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Keystone XL: People of Faith Say 'All Risk, No Reward'
A pipeline that will run from Canada, through the Midwest, and down to the Gulf Coast, the purpose of Keystone is to transport tar sands oil, which is more toxic than conventional oil, to ports where it can be processed and shipped overseas. In fact, the only oil that is guaranteed to stay in the U.S. is what will be spilled in communities and on farmlands. We saw this happen recently when a similar pipeline spilled in Arkansas. And, as for the promise of jobs, independent studies say fewer than 50 permanent jobs will be created by this project. Keystone is a deal in which America gets all the risk without any reward.
It's time for our leaders to take a stand and to stop supporting projects that only perpetuate our dependence on toxic, dirty sources of energy that contribute to climate change. But in the world of politics, it's not enough for something to be a moral imperative to get people to act. It is the nature of politics, and democracy, that our leaders respond when they feel the political pressure to do so. As people of faith, we have a powerful voice in our country. Keystone would not have been an issue in the Massachusetts Senate race if local religious communities had not made it clear that it is important.
Knocking at Freedom's Door
For three weeks in February 1998, a delegation of U.S. religious leaders made a historic visit to the People’s Republic of China. Selected by President Clinton and invited by President Jiang Zemin, the delegation’s unprecedented mission was to begin a dialogue with top government officials in China on the subject of religious freedom. The delegates said they knew the dangers of such a state-sponsored visit—especially the risk of co-option by their hosts—but felt they were able to voice criticisms, broaden awareness, and introduce a new perspective on religious freedom to many Chinese officials.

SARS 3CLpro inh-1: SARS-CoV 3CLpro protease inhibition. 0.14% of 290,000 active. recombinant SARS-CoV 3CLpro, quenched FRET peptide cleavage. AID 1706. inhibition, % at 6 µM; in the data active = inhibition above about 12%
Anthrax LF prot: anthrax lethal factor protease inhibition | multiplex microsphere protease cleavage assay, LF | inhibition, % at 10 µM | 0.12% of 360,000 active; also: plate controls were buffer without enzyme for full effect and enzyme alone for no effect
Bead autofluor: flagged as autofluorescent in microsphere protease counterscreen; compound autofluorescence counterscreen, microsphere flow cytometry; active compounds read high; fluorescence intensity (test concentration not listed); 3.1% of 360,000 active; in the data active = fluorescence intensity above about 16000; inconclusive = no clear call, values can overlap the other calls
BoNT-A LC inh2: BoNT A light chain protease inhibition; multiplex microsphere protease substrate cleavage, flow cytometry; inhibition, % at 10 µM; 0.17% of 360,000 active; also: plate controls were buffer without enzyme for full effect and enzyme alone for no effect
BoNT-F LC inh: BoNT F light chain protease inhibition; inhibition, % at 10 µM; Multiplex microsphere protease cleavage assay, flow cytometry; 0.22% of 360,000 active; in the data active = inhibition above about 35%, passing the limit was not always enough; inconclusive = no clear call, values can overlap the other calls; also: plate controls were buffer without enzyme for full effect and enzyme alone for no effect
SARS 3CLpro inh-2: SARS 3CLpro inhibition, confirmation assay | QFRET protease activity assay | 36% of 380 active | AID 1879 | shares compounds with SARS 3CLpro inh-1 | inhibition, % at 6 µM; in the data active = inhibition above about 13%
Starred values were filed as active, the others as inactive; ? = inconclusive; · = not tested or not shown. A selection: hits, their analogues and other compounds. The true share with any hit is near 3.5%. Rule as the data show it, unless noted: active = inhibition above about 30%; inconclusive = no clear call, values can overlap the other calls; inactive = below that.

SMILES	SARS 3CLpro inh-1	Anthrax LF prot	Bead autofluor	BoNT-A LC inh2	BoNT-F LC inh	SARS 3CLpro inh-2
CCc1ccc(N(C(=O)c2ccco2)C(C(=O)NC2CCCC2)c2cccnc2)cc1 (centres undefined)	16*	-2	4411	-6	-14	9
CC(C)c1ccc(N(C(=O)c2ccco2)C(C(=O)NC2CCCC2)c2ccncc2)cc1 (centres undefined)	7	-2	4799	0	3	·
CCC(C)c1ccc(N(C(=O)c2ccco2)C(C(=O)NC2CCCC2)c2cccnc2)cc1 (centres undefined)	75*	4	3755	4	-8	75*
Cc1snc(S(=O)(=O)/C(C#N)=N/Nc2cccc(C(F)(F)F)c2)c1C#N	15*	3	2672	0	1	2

Rev. Richard Cizik, a policy analyst for the National Association of Evangelicals and a staff member for the delegation, said he has been preparing for this trip since reading Pearl S. Buck’s The Good Earth as a child. Cizik received a graduate fellowship to the National Political Science University in Taiwan in the early 1970s, and visited the garrison coastal islands of Quemoy and Matsu—the closest that an American with a Republic of China passport could get to mainland China at that time. "Looking through binoculars from one of the concrete bunkers built to house artillery batteries," he said, "I promised God that I would someday get to the mainland." This year he fulfilled that promise. —The Editors
"We’re here to build a spiritual bridge between the United States and China," the rabbi, minister, and archbishop calmly explained. At least a dozen reporters with cameras, including representatives of Xin Hua, the official Chinese News Agency, crowded the entryway of the White Cloud Daoist Temple to interview the highest level delegation of its kind at the start of a three week mission on behalf of religious freedom.
"Don’t you think you are being used by the Chinese government for propaganda purposes?" a reporter from Reuters inquired.
"Except my mother and me, the entire Schneier family died in Nazi concentration camps," the rabbi responded. "I know what it means to be manipulated by authorities, and that’s not going on here."